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Wednesday's Words

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  • Morgan
    There was a time, when, if you read it in the (New York) Sun or if you heard it from the mouths of Huntley, Brinkley or Cronkite, then it was so. There was a
    Message 1 of 405 , Mar 6, 2013
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      There was a time, when, "if you read it in the (New York) Sun" or if you heard it from the mouths of Huntley, Brinkley or Cronkite, then it was so.

      There was a time when you could count on the integrity of the reporters and the veracity of the news they were reporting.

      Sadly, that time is not now.

      The Internet is full of blogs, which anyone can create. You don't need a degree in journalism. Integrity and veracity are not requirements. You don't have to prove you are not an idiot. All you really need is that undocumented, very biased opinion, a computer, and an Internet connection.

      I do believe that everyone ought to be able to express their opinion. However, that does not mean that their opinions should in any event, be taken as Gospel. And while expressing one's opinion is a government-bestowed right through the first ammendment, you have to be careful not to overstep a God-given commandment when you do so.

      What people should not be allowed to do, is lie.

      Of course they do lie, and they have always lied and were it not so, there would be no need for those wise old chestnuts like, "caveat emptor" – let the buyer beware. I just wish we would all take that principle to heart and take as much care about "buying" someone's words as truthful as we do buying a dishwasher—or a computer.

      There were several instances in the last year when blog opinions, or outright lies were repeated as factual stories. They were repeated as such on national news networks as part of their election cycle coverage, until finally there were hundreds if not thousands of people swearing the stories reported were true.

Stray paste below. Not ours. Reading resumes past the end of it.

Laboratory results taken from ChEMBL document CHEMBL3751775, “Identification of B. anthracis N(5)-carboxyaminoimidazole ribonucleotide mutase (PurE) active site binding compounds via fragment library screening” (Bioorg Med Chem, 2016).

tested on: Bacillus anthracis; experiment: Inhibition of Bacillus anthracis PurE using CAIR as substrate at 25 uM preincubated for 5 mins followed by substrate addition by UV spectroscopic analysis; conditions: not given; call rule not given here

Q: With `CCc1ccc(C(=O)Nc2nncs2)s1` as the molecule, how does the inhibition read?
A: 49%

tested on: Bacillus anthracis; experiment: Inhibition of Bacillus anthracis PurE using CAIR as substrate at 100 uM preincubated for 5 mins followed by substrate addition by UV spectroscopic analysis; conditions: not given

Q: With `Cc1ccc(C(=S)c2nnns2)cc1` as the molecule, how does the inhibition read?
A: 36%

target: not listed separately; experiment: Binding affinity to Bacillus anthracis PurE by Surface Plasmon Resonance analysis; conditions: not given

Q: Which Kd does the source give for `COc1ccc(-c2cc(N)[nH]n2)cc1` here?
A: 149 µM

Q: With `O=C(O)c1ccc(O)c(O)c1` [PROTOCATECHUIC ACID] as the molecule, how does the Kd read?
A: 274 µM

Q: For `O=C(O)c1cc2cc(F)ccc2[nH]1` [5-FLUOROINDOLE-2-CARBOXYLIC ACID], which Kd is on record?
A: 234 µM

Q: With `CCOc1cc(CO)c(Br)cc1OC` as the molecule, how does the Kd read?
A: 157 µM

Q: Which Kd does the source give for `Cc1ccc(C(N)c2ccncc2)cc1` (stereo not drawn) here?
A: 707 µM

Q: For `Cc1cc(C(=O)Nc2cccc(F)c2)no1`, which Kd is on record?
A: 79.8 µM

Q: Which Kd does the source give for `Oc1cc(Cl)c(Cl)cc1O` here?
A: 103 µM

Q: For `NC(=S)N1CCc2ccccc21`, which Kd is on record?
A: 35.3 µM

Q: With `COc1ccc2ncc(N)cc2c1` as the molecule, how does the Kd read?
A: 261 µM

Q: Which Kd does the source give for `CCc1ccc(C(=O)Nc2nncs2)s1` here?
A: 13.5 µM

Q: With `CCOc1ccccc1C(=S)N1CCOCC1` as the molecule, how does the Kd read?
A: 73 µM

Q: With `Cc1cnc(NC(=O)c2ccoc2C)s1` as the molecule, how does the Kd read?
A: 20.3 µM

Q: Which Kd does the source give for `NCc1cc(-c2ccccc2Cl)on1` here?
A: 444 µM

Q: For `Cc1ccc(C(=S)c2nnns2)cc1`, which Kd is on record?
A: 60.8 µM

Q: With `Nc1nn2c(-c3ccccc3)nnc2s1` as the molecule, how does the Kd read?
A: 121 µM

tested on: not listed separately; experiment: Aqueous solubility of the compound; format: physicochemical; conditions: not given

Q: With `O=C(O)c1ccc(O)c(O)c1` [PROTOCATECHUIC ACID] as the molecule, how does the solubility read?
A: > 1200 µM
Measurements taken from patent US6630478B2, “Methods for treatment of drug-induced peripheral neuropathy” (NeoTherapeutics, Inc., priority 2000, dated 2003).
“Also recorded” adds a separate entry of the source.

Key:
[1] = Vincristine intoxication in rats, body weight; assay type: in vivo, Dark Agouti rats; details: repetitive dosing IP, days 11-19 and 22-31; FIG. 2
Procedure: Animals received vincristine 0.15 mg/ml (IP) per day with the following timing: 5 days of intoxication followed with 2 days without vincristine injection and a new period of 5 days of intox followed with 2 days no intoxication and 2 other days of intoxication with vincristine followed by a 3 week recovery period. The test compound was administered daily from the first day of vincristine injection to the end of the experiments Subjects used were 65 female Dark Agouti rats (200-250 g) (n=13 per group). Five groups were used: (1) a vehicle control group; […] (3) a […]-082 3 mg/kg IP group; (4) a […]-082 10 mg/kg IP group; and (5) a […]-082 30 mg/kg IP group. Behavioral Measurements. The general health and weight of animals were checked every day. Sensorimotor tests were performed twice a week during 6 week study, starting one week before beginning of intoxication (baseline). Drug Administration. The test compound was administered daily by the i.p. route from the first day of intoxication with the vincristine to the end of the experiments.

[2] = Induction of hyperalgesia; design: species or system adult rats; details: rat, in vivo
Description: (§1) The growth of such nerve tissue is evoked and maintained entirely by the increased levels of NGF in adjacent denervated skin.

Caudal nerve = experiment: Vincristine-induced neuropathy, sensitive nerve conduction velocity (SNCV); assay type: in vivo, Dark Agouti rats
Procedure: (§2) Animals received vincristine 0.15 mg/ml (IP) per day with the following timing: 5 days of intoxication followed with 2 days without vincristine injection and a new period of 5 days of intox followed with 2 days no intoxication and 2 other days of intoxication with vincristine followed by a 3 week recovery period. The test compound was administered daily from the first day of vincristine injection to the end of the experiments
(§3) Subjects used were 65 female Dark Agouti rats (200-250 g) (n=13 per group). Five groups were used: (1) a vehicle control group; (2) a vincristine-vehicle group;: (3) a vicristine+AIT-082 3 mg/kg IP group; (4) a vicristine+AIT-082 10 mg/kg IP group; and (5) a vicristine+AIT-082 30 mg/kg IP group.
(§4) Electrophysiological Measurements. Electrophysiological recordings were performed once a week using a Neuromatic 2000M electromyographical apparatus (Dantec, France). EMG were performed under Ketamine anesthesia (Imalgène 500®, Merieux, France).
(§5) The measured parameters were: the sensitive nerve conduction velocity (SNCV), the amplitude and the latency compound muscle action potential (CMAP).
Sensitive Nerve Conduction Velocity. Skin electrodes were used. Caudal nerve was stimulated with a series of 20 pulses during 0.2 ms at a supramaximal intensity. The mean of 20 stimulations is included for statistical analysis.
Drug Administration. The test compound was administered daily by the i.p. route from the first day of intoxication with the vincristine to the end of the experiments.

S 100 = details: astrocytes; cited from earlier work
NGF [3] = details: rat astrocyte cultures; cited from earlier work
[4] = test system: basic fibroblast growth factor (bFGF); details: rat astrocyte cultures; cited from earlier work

Who do we blame for this profanity [for surely that's what it is]? The opinionated or biased ones who vent their opinions and tell their lies? The media, who repeat these opinions and lies as if they are fact? Or the end user, the reader, the viewer or listener who seems in this day and age strangely willing to believe, well, pig swill?

      Why do we lately seem so willing to believe the words we find on the Internet, or inn the news without benefit of thought? They say that "trust" is at an all time low. You've heard others say, "you can't trust anyone anymore", parents warn their children, "you can't trust strangers!"But apparently there is no distrust when it comes to outrageous opinions, lies and inflammatory stories written or reported on line.

      It bothers me that a piece written on a blog as either opinion, or as an obvious attempt at sarcasm can be repeated by a television news station as "fact" without that station even bothering to verify the piece. It bothers me when people are willing to believe the most ludicrous things, because it suits their need to vent, or to hate, or to smear.

      It bothers me that many of those same people proclaim in loud and boasting voices that they believe in God, and then act in decidedly ungodly ways.

      I don't like liars or cheaters, but somehow, in today's world, it seems the liars and the cheaters are the only ones thriving, the only ones getting ahead, and the only ones being believed.

      Yes, I do believe that the truly righteous will receive their reward in Heaven. But I also know that they should be receiving a bit more of the goodies here on earth, too.

      And they probably would be—if there weren't an overabundance of liars, cheaters and idiots gobbling them all up.







    • Morgan
      You ve heard it said, I am sure, that people come into your life for a reason, a season, or a lifetime. My problem is I can t tell the difference. I am
      Message 405 of 405 , Aug 28, 2013